There will be a lot of other functions your books don't touch on because the point of the book is to teach you the language not necessarily the entire C library. So why not start a, let's say cheeky adventure, and start using cool functions like sscanf which mind you ALSO help you learn something new in the process .
    1. Get rid of gets(). Never ever ever use it again. Replace it with fgets() and use that instead.
    2. Get rid of void main and replace it with int main(void) and return 0 at the end of the function.
    3. Get rid of conio.h and other antiquated DOS crap headers.
    4. Don't cast the return value of malloc, even if you always always always make sure that stdlib.h is included.

  7. #7
    msh
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    Quote Originally Posted by claudiu View Post
    There will be a lot of other functions your books don't touch on because the point of the book is to teach you the language not necessarily the entire C library. So why not start a, let's say cheeky adventure, and start using cool functions like sscanf which mind you ALSO help you learn something new in the process .
    *le gasp* Such scandalous audacity!
    Disclaimer: This post shows my ignorance at the time of its making. I claim ownership of but not responsibility for all errors in it. Reference at your own peril.

  8. #8
    young grasshopper jwroblewski44's Avatar
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    Quote Originally Posted by Malcolm McLean View Post
    You've got the idea. First, converting a strign to an integer is a natural unit of programming. So why not wrap it up in a function.

    Code:
    int stringtointeger(char *str)
    Secondly, the logic is that you don't add the digits together. You take the first digit, subtract '0' for it to get the integer, as you have done. Then you look at the next character. If it is a digit, multiply the number you have by ten, subtract the '0', and add. Then repeat until there are no new digits waiitng. You can get the next character simply by indexing [i+1].
    thank you for the advice on multiplying by ten and adding the digit. Is there a specific char I can look for to notify the end of the string? Obviously '\0' is not the choice.

  9. #9
    Technical Lead QuantumPete's Avatar
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    Quote Originally Posted by jwroblewski44 View Post
    Obviously '\0' is not the choice.
    Why not? That's how the end of a string is denoted in C normally
    "No-one else has reported this problem, you're either crazy or a liar" - Dogbert Technical Support
    "Have you tried turning it off and on again?" - The IT Crowd

  10. #10
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    Quote Originally Posted by jwroblewski44 View Post
    thank you for the advice on multiplying by ten and adding the digit. Is there a specific char I can look for to notify the end of the string? Obviously '\0' is not the choice.
    Use the isdigit() function. If you don't know how this works, it's simply.
    Code:
    int isdigit(int ch)
    {
       if(ch >= '0' && ch <= '9')
         return 1;
       else
         return 0;
    
    }

    At some stage you'll need to decide what you do if the first non-digit character is not nul. But you can leave that for now. nul or '/0' or zero is a char value. It's only end of string by convention, and you can read and manipulate it like other char values.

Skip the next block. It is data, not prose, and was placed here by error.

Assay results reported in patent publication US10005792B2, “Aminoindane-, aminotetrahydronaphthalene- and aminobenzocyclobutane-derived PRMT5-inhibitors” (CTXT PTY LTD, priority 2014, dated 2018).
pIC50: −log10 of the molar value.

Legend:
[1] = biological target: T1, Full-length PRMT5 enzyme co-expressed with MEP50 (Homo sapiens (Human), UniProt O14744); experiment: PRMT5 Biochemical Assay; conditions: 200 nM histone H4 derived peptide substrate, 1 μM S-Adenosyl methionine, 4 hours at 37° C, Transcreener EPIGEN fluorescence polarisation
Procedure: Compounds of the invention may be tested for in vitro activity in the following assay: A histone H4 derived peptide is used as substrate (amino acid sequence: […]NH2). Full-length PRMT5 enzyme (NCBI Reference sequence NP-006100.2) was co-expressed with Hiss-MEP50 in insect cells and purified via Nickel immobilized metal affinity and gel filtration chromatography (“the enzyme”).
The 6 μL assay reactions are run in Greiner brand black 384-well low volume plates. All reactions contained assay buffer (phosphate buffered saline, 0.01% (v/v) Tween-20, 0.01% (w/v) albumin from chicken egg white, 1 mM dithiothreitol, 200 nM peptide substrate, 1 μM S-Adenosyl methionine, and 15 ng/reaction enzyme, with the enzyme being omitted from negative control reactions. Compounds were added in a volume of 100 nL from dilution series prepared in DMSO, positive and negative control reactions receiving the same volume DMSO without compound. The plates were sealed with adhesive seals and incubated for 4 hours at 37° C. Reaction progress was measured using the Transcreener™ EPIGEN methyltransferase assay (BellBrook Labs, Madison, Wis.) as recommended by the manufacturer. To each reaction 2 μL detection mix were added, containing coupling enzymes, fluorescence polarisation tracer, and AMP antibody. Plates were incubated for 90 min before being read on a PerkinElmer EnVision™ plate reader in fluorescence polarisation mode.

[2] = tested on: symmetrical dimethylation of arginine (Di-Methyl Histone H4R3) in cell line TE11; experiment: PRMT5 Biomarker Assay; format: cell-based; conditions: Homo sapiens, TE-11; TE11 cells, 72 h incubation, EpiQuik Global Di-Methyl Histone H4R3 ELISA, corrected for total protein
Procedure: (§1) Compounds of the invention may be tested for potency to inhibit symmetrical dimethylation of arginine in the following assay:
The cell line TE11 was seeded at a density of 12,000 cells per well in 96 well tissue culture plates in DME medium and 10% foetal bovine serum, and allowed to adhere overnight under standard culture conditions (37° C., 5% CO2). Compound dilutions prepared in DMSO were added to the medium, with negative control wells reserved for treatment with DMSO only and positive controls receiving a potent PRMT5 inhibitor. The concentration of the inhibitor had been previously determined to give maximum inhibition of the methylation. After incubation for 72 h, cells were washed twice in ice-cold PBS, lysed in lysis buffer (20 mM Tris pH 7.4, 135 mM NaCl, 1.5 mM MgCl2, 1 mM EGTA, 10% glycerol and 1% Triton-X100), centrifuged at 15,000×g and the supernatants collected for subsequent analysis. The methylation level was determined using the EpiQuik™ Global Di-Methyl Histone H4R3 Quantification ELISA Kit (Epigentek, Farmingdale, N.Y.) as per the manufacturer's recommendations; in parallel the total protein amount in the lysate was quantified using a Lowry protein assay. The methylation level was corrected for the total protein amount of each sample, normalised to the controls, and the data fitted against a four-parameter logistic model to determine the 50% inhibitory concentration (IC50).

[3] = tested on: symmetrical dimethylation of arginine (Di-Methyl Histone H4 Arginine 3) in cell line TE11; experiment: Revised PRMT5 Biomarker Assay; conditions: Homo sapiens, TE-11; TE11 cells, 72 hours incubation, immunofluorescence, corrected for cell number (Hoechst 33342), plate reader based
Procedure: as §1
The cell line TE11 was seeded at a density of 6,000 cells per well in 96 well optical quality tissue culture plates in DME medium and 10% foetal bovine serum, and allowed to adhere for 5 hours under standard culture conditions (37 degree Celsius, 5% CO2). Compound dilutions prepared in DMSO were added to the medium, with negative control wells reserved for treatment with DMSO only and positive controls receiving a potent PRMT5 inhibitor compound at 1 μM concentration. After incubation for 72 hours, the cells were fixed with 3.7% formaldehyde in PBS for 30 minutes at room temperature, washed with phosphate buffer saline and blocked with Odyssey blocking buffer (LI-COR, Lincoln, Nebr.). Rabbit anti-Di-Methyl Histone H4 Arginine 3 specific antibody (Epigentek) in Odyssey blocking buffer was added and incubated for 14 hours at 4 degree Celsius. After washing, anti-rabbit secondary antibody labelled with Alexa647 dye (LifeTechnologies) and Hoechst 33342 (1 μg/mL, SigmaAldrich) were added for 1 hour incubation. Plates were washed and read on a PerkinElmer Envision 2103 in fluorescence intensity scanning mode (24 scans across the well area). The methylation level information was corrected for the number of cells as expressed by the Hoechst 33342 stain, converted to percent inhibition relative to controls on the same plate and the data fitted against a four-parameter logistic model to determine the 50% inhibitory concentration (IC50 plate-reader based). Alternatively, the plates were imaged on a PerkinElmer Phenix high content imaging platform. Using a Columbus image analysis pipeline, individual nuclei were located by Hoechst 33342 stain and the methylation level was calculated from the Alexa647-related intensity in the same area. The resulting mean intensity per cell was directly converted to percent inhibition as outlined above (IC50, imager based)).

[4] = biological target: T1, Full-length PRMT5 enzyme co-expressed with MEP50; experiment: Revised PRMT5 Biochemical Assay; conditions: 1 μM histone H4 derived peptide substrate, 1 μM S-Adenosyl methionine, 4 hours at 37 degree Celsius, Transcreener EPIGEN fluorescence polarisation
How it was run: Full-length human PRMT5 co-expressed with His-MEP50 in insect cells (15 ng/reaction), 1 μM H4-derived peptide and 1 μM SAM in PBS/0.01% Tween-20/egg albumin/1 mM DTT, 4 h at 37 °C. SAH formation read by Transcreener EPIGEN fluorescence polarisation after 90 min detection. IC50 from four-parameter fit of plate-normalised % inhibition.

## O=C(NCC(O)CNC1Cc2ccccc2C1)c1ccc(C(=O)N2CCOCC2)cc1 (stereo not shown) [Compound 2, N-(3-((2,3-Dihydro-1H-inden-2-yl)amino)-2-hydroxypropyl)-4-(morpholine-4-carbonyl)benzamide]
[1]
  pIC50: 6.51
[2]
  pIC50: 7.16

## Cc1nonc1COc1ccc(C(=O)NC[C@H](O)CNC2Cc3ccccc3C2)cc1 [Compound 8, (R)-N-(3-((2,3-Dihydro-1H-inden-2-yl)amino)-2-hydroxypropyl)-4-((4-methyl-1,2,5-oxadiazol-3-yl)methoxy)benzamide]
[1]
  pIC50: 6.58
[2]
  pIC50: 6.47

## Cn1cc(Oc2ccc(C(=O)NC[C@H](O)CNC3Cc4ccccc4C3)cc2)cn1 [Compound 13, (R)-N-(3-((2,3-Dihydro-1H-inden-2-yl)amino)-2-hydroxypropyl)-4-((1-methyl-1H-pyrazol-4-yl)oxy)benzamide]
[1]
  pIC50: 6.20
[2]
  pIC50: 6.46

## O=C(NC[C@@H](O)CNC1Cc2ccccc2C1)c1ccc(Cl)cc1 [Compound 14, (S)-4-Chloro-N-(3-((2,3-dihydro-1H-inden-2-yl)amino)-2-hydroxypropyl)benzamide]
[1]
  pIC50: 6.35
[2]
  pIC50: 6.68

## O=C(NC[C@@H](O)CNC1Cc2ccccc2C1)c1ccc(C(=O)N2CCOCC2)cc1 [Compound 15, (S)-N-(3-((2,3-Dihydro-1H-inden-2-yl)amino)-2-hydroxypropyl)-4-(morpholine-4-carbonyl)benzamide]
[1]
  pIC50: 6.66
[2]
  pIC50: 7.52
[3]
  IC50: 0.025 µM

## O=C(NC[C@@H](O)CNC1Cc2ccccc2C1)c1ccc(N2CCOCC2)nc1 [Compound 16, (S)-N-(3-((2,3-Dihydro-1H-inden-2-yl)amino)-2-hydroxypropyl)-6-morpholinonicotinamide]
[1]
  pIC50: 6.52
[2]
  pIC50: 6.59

11. #11
    young grasshopper jwroblewski44's Avatar
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    Thank you sincerely to Malcolm McLean to your fast and helpful reponses. Here's my attempt at the following assignment..

    Code:
    /* detab- write a program 'detab' that replaces tabs in the input with
                the proper number of blanks to space to the next tab stop.
              Assume a fixed set of tab stops, say every n columns. Should
              n be a variable of a symbolic parameter? */
    #include <stdio.h>
    
    int stringtointeger(char **str);
    
    int main(int argc,char *argv[]){
        if(argc != 2)
            printf("Usage: %s n [tabstop every n columns]\n",argv[0]);
        else{
            int tabstop,k,c;
            if((tabstop = stringtointeger(argv)))
                if(tabstop > 10)
                    printf("Tab stop must be less than 10\n");
                else{
                    k = tabstop;       //holds the current tabstop locator
                    while((c = getchar()) != EOF){
                        if(c != '\t'){
                            printf("%c",c);
                            if(c == '\n')
                                k = tabstop;
                        }
                        else{
                            int i;for(i = k;i > 0;--i)
                                    printf(" ");
                        }
                        if(k > 0)
                            --k;
                        else if(k == 0)
                            k = tabstop;
                    }
                }
            else
                printf("Input Error\n");
        }
        return 0;
    }
    int stringtointeger(char **str){
        int i= 0,c,t = 0;
        
        if((c = str[1][i]) < '0' || c > '9')
            return 0;
        else{
            for(i = 0;((c = str[1][i]) != '\0' && c >= '0' && c <= '9');++i)
                t = (t * 10) + (c - '0');
            if(c != '\0')
                return 0;
            return t;
        }
    }
    How does that look?